Myrin’s proposal, which was not on the council’s Monday meeting agenda and had not been formally noticed to the public, came eight days before the May 2 municipal elections.

Council members Art Daily and Ann Mullins are up for re-election and face four challengers. Mayor Steve Skadron is seeking re-election to his third and final two-year term. Lee Mulcahy is the challenger.

The dam issue has been one of the hot-button issues of the election season.

Candidates Ward Hauenstein and Torre, both of whom have Myrin’s public support, have been vocal in their opposition against the city preserving its water rights, as has Mulcahy. Council candidate Skippy Mesirow has expressed a desire to preserve the water rights but not dam the streams. And at a candidate forum last week, candidate Sue Tatem vowed to lay down in front of a bulldozer if and when construction on the reservoirs ever begins.

Others, however, have argued that candidates are capitalizing on an issue that has been overblown because the city has regularly extended its water rights for the two streams since 1971.

Those conditional water rights allow the potential for building a 9,062-acre-foot reservoir in Castle Creek Valley and 4,567-square-foot reservoir in Maroon Creek Valley.

The issue is now pending before the District 5 Water Court in Glenwood Springs, where several parties, including Pitkin County, have filed opposition to the city’s extension.

Elected officials and city officials also have maintained they must renew the water rights in preparation for 50 years from now when Aspen’s population could be nearly triple what it is today, as well as climate change’s impact on the water supply. Maroon and Castle creeks supply the city’s drinking water.

Aspen: Open House today to discuss Roaring Fork River health

Roaring Fork River back in the day

From Aspen Public Radio (Elizabeth Stewart-Severy):

The Roaring Fork has been on Colorado’s impaired rivers list for five years, and the city of Aspen is working with Pitkin County to put together a plan to improve its health.

“This stretch of river through the city of Aspen is the most threatened stretch in the entire river,” said April Long, who heads up Aspen’s Clean River Program.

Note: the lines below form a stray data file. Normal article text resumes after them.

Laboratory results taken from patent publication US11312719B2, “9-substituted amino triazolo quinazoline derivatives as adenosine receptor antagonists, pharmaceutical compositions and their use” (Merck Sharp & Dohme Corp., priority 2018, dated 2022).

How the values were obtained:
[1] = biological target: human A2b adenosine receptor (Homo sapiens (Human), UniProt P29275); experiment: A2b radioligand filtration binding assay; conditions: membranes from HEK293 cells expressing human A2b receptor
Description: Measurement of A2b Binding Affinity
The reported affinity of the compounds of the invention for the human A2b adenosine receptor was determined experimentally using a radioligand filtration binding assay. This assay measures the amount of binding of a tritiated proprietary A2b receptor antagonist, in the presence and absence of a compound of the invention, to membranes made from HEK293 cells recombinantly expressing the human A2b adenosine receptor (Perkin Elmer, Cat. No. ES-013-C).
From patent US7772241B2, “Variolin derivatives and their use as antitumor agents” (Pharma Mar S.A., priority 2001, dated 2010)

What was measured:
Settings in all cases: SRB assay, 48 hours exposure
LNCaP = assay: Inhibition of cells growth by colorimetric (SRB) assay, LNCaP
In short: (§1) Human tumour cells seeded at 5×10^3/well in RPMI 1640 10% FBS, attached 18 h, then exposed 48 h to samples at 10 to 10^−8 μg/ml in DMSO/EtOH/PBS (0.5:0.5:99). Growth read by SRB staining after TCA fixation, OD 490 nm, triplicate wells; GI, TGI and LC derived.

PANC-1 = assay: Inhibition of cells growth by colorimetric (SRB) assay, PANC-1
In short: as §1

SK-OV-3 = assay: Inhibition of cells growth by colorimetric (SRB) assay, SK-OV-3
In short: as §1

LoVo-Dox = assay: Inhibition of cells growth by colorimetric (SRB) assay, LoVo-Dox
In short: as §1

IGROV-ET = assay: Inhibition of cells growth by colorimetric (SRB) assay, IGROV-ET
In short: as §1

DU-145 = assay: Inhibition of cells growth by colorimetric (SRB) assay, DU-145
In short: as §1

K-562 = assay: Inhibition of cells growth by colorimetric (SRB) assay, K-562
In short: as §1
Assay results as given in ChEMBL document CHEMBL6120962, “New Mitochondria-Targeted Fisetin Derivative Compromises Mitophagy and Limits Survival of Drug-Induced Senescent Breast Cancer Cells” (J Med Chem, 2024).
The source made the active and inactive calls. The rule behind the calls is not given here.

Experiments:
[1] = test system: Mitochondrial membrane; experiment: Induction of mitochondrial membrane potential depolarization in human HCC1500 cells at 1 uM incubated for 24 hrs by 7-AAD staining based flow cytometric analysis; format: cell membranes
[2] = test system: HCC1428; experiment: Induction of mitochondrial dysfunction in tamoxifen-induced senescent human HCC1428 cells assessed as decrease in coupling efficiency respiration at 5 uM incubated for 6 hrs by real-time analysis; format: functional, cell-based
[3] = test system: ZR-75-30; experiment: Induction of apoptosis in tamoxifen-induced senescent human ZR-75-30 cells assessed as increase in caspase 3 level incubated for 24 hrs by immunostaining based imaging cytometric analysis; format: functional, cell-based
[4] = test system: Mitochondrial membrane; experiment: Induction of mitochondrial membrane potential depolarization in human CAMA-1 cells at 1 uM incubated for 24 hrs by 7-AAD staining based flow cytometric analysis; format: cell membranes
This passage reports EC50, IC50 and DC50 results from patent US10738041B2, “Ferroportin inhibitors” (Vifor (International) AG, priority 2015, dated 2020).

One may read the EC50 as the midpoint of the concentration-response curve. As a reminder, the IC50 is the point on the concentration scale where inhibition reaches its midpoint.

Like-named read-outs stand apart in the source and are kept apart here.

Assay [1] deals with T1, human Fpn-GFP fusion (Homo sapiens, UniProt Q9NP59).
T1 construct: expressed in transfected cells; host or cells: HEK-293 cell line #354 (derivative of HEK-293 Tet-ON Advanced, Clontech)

A variety of factors may be contributing to the Roaring Fork’s degrading health. Water is pulled out of the river through a transbasin diversion, and lawns have replaced natural river bank in many areas. Plus, stormwater from the city core contributes pollutants.

Long and the city of Aspen have been working for years on improved stormwater systems, and now staff is looking at other projects to improve water quality.

The city and county are working together to develop a river management plan, and Long said public involvement is critical. There will be an open house Thursday from 4 to 6 p.m. at the Old Powerhouse Property in Aspen.

Carbondale micro hydro project cruising to approval — @AspenJournalism

Micro-hydroelectric plant

From Aspen Journalism (Brent Gardner-Smith) via The Glenwood Springs Post-Independent:

On March 9 the town of Carbondale notified the Federal Energy Regulatory Commission it plans to install a micro hydropower turbine in a pipe leading to its municipal water treatment plant on Nettle Creek.

On March 13 FERC found that Carbondale’s project qualified for a quick review under the Hydropower Regulatory Efficiency Act of 2013, which streamlined the permitting process for hydro projects of less than 5 megawatts.

And by April 27, if no one claims the project doesn’t qualify, the town can expect to get a letter from FERC saying the town does not need a license and can go ahead, at least as far is FERC is concerned.

At 28 kilowatts, Carbondale’s project is much smaller than the 5-megawatt limit in the efficiency act, it’s a new license using a nonfederal pipeline, and it complies with the Federal Power Act.

So far, FERC’s fine with it, and it’s received no objections from the public.

The project involves installing a “turbine/generating unit” in an existing 10-inch municipal pipeline, or “raw water intake line.”

The pipe is 1,800 feet long and transports about 1 cubic foot per second of water downhill from Nettle Creek to the city’s treatment plant. The plant is eight miles up the Crystal River valley on the lower slope of Mount Sopris.

The turbine would be built inside a vault installed in the pipeline, near the treatment plant. A short bypass system would allow water to be moved around the turbine for repairs and maintenance.

“It’s taking advantage of the water that is already going down that pipeline,” said Mark O’Meara, Carbondale’s utilities director. “We’re not going to increase it. We’re not going to be doing any additional diversion.”

O’Meara also said that since it’s a nonconsumptive use of water already running down a pipeline, the town did not have to change its existing municipal water rights to specifically add hydro as a use.

The turbine’s “installed capacity” of 28 kilowatts and its “estimated annual generating capacity” of 190,000 kilowatt-hours is about enough electricity to offset the amount of power used to run the water plant, O’Meara said.

According to Craig Cano, a media relations officer at FERC, the 28 kilowatt figure refers to how much power the turbine could produce at any moment.

“That’s real small,” Cano said, pointing out it’s 0.028 of a megawatt, while a typical baseload-generating power plant’s capacity is in the hundreds of megawatts.

The 190,000 kilowatt-hour figure refers to the total amount of energy produced over a year.

The resulting electricity would either be sent through the existing Holy Cross Energy system that today powers the plant, or perhaps be used directly in the plant, O’Meara said. The town would get credit from Holy Cross for hydropower sent out over the grid.

The project has been in the works since the 1990s, but it still has a long way to go.